How to get German Citizenship and retain (dual) US Citizenship

410 posts in this topic

On 1/29/2019, 10:32:13, germericanteacher said:

 

I would also be happy to talk to a (obviously even paid) lawyer. Any resources?


Thanks in advance :)

 

 

 

I went to several lawyers all of whom theoretically specialized in this subject and found all of them unmotivated and generally useless. They each charged me for the visit, and most sent me away telling me that in my case  I would not be successful.

 

The rule is not that you have to earn less than a fixed amount, or that you have debt. The rule is you must demonstrate severe financial and/or personal hardship were you to lose your USA citizenship. The "easy" way is if you don't earn much, only because the USA will charge you two months pay to renounce your citizenship. I earn well over that limit.

 

I don't wish to relate what my specific personal and/or financial hardships are, however, I was able to convince the person reviewing my case and I was successful. It took over 18 months and a bit of money having all kinds of documents translated, but it worked. Whatever your specific "hardships" are, must be documented. You probably have family in the USA or assets there. Look at the laws regarding Germans in the USA regarding taxation, length of stay in the USA, Work availability, inheritances, and Social Security treatment and that will give you a start on how to build your case. 

 

There are other exemptions for people whose parents or grandparents were forced out of Germany or lost their citizenship due to the Nazi Regime in the 1930's and 1940's. There is an exemption if you can get a letter from a German politician on your behalf. There are other exemptions which I cannot think of offhand - but surprisingly - the attorneys did not even know of some of the exemptions which I just listed- even though I specifically visited for their expertise! (hey, everyone cough up some €€€   my fee :-)  )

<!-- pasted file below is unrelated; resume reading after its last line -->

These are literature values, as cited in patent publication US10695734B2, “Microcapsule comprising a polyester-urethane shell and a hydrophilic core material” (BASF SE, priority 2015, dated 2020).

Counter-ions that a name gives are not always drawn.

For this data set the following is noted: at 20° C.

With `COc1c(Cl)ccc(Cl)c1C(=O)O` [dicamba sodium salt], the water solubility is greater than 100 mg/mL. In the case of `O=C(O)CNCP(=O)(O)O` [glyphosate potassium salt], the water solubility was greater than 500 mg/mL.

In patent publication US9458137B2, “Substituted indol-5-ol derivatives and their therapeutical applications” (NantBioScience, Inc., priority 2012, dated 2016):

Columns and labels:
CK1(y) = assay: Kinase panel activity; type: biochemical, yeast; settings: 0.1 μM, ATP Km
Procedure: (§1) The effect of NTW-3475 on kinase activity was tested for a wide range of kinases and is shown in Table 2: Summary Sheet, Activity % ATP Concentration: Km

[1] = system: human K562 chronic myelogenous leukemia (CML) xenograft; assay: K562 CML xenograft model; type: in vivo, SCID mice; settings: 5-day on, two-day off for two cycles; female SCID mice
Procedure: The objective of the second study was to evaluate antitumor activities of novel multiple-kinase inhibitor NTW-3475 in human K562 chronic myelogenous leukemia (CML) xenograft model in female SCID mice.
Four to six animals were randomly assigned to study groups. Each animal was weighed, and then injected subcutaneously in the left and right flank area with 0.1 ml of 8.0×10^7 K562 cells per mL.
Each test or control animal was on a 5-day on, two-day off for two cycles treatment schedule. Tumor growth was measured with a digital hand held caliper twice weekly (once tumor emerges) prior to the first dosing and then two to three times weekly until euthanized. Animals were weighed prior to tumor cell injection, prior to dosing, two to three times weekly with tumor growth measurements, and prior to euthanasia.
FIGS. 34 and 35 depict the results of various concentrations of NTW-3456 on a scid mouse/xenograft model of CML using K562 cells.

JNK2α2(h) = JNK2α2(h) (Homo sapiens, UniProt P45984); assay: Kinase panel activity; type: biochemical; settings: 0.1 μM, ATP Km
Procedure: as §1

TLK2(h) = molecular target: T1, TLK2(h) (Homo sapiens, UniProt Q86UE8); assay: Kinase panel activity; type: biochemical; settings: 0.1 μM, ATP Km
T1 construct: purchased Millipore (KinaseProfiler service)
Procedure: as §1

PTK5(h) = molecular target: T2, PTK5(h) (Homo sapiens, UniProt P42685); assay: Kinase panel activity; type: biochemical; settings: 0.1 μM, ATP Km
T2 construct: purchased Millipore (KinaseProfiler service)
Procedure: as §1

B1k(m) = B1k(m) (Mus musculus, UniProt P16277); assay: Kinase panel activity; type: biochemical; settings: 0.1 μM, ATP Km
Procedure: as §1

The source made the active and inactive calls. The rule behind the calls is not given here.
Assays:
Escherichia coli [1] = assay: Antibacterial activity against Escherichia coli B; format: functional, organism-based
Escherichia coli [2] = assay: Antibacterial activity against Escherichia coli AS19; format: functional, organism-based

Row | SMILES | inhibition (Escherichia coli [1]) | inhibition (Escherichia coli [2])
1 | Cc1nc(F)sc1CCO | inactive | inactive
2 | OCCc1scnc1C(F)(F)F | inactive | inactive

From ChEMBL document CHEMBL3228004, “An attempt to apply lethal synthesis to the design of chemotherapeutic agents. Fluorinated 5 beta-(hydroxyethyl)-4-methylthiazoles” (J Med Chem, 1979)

I would love to visit each of those attorneys once again and wave my Ausweis and then ask for a refund...but they would likely charge me for even that visit.

 

Good luck...

 

 

 

 

 

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On 1/30/2019, 1:08:01, Jack Schitte said:

 

 

I went to several lawyers all of whom theoretically specialized in this subject and found all of them unmotivated and generally useless. They each charged me for the visit, and most sent me away telling me that in my case  I would not be successful.

 

The rule is not that you have to earn less than a fixed amount, or that you have debt. The rule is you must demonstrate severe financial and/or personal hardship were you to lose your USA citizenship. The "easy" way is if you don't earn much, only because the USA will charge you two months pay to renounce your citizenship. I earn well over that limit.

 

I don't wish to relate what my specific personal and/or financial hardships are, however, I was able to convince the person reviewing my case and I was successful. It took over 18 months and a bit of money having all kinds of documents translated, but it worked. Whatever your specific "hardships" are, must be documented. You probably have family in the USA or assets there. Look at the laws regarding Germans in the USA regarding taxation, length of stay in the USA, Work availability, inheritances, and Social Security treatment and that will give you a start on how to build your case.